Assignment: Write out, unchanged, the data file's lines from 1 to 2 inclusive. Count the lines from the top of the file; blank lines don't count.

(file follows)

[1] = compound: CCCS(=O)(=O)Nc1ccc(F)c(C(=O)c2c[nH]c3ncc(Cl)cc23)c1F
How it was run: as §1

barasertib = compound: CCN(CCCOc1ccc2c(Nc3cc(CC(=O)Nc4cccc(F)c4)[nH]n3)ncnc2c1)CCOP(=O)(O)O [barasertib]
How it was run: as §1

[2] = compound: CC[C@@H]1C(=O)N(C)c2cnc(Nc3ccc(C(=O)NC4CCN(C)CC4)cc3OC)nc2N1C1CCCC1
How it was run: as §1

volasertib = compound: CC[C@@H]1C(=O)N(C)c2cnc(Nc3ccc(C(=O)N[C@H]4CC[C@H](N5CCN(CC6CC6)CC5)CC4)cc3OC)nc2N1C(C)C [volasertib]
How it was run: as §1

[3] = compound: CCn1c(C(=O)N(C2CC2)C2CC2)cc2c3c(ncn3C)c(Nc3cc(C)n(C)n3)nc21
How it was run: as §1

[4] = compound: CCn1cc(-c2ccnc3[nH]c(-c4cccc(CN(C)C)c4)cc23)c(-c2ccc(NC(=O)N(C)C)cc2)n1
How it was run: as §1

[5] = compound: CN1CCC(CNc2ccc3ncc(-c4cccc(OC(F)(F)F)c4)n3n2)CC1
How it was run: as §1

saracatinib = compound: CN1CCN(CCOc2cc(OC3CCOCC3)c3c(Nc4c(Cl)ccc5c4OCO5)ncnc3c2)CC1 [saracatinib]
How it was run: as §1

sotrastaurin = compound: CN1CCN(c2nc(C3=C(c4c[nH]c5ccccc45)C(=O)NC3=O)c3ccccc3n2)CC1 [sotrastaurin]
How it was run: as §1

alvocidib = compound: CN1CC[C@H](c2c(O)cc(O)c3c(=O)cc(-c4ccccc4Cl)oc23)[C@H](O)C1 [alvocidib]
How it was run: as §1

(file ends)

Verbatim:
[1] = compound: CCCS(=O)(=O)Nc1ccc(F)c(C(=O)c2c[nH]c3ncc(Cl)cc23)c1F
How it was run: as §1